The only free and comprehensive online etymological dictionary of the Spanish language
genio (2) m. (Noun) "Genius;" "angel," "divine figure"
From Latin genius "guardian spirit." The modern sense of genio as a divine figure is taken from artistic representations of the Roman genius in art. Earlier meaning a source of strength, before that the spirit of a people - which begat a second meaning in Latin of a guardian spirit (see quote below). From gens "clan," "household" (see gente).

"The worship of the Genius [the guardian spirit] was a remarkable part of the religion of the Romans; they having derived it from the Tuscans, in whose system it formed a prominent feature. The word Genius is evidently a translation of a Tuscan term, signifying Generator, and the Genius was therefore viewed as a deity who had the power of producing...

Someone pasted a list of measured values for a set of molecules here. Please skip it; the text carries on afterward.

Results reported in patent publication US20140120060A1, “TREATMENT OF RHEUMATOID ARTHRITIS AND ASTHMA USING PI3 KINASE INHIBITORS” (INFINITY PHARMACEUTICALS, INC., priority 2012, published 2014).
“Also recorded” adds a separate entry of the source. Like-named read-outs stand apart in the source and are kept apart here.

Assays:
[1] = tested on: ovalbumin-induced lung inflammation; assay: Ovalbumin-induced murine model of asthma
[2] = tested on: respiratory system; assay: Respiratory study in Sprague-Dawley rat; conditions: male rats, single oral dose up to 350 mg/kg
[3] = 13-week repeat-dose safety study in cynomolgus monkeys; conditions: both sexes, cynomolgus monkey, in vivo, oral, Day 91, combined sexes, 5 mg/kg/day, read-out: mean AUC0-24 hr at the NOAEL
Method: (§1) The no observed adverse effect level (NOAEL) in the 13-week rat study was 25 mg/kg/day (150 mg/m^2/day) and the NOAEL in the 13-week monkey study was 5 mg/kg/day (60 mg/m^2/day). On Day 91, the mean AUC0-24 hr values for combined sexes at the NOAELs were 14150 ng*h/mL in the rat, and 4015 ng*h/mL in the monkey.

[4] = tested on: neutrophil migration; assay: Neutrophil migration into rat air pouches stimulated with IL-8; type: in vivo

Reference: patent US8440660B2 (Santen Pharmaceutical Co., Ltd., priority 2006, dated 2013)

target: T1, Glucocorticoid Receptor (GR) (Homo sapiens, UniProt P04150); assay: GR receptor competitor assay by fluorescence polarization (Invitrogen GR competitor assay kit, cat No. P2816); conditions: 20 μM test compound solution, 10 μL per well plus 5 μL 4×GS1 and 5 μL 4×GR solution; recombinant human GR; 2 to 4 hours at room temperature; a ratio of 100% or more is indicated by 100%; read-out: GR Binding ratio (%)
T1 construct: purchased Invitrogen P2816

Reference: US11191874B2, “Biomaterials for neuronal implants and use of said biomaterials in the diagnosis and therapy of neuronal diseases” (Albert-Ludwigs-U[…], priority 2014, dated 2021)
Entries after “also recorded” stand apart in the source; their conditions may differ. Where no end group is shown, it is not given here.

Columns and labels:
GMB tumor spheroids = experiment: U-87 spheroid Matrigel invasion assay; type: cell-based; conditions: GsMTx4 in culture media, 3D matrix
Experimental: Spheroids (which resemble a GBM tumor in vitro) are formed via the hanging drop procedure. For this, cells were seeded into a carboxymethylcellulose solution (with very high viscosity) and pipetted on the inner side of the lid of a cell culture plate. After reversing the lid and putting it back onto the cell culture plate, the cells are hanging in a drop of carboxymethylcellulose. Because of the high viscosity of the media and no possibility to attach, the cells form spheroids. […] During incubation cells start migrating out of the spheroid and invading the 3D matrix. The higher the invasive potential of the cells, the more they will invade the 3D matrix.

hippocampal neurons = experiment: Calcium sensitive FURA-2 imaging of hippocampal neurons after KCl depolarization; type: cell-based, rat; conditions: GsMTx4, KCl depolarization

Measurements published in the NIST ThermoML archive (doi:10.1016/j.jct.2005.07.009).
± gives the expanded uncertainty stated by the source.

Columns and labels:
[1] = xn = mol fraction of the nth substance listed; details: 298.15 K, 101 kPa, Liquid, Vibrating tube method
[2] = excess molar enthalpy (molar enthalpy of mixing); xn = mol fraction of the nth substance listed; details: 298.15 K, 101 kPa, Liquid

When a local genius made himself visible, he appeared in the form of a serpent, that is, the symbol of renovation, or of new life. In works of art, the genii are usually represented as winged beings; an on Roman monuments, a genius usually appears as a youth dressed in toga, with a patera or cornucopia in his hand, and having his head covered. The genius of a place is represented in the form of a serpent eating fruit placed before him." M. A. Dwight, Grecian and Roman Mythology (1849)